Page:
Cancer in Appalachia, 2001-2003

Cancer. 2008 Jan 1;112(1):181-92. doi: 10.1002/cncr.23132.


Background: Researchers have not been able to examine cancer incidence rates in Appalachia because high-quality data have not been uniformly available across the region. This study is the first to report cancer incidence rates for a large proportion of the Appalachian population and describe the differences in incidence rates between Northern, Central, and Southern Appalachia.

Methods: Forty-four states and the District of Columbia provided information for the diagnosis years 2001 through 2003 from cancer registries that met high-quality data criteria. Eleven of 13 states with counties in Appalachia, covering 88% of the Appalachian population, met these criteria; Virginia and Mississippi were included for 2003 only. SEER(*)Stat was used to calculate age-adjusted rates per 100,000 population and 95% gamma confidence limits.

Results: Overall, cancer incidence rates were higher in Appalachia than in the rest of the US; the rates for lung, colon/rectum, and other tobacco-related cancers were particularly high. Central Appalachia had the highest rates of lung (men: 143.8; women: 75.2) and cervical cancer (11.2)-higher than the other 2 regions and the rest of the US. Northern Appalachia had the highest rates for prostate, female breast, and selected other sites, and Southern Appalachia had the lowest overall cancer incidence rates.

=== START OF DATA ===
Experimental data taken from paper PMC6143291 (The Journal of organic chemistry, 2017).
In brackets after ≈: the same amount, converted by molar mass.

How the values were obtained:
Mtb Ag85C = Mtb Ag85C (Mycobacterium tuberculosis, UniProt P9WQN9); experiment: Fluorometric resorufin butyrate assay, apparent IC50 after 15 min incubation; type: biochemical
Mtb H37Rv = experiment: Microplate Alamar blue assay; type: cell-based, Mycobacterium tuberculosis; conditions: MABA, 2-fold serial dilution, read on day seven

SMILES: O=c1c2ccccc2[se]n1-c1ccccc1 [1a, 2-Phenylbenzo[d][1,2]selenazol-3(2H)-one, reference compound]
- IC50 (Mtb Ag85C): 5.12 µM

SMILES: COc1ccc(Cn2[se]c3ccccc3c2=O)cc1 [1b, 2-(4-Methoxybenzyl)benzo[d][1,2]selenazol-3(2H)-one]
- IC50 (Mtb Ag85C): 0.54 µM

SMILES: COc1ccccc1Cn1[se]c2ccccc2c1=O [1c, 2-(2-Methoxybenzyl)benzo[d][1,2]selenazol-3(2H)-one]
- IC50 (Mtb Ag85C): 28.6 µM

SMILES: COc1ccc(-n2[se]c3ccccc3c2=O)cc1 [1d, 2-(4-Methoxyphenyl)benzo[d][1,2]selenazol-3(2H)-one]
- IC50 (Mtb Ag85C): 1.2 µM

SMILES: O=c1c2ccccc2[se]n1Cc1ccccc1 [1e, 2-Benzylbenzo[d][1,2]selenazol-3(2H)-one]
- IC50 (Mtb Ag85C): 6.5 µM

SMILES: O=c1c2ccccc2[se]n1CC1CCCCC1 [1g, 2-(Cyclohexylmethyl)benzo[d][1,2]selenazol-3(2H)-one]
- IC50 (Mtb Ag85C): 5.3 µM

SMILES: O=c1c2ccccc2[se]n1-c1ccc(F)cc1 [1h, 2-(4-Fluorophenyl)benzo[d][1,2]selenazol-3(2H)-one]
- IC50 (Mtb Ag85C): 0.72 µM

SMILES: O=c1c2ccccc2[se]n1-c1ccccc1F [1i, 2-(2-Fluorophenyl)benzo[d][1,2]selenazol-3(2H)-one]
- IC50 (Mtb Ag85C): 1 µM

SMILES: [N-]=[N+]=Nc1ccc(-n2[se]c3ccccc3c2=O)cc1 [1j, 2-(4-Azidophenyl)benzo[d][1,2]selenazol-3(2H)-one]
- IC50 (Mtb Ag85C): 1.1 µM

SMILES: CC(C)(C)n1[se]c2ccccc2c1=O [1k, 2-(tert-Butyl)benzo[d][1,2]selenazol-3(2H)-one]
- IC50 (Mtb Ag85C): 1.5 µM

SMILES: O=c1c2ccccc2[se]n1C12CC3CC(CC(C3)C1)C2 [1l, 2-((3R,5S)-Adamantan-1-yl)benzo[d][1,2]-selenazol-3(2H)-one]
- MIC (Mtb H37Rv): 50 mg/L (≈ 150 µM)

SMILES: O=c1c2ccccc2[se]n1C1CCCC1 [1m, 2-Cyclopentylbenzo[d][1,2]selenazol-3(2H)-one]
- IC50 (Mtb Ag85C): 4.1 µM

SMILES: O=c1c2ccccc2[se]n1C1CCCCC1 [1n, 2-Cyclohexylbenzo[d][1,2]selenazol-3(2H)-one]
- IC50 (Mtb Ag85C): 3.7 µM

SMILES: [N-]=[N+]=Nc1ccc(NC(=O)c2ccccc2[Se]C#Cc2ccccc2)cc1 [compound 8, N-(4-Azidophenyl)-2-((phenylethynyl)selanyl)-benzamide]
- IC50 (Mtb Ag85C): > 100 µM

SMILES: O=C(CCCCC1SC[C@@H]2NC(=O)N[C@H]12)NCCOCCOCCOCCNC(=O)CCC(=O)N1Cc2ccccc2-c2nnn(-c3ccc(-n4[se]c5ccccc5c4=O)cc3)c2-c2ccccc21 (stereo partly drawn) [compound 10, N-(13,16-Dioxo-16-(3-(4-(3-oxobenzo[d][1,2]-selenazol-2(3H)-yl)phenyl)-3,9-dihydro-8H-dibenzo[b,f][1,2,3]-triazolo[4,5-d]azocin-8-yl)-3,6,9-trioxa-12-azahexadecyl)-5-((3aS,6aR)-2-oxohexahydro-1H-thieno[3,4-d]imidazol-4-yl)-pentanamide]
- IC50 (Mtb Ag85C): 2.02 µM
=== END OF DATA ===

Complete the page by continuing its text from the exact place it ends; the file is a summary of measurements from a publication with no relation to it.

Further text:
Conclusions: Cancer incidence rates in Appalachia are higher than in the rest of the US, and they vary substantially between regions. Additional studies are needed to understand how these variations within Appalachia are associated with lifestyle, socioeconomic factors, urban/rural residence, and access to care.

MeSH terms

  • Appalachian Region
  • Breast Neoplasms / epidemiology
  • Colorectal Neoplasms / epidemiology
  • Female
  • Humans
  • Incidence
  • Lung Neoplasms / epidemiology
  • Male
  • Neoplasms / epidemiology*
  • Prostatic Neoplasms / epidemiology
  • SEER Program
  • Uterine Cervical Neoplasms / epidemiology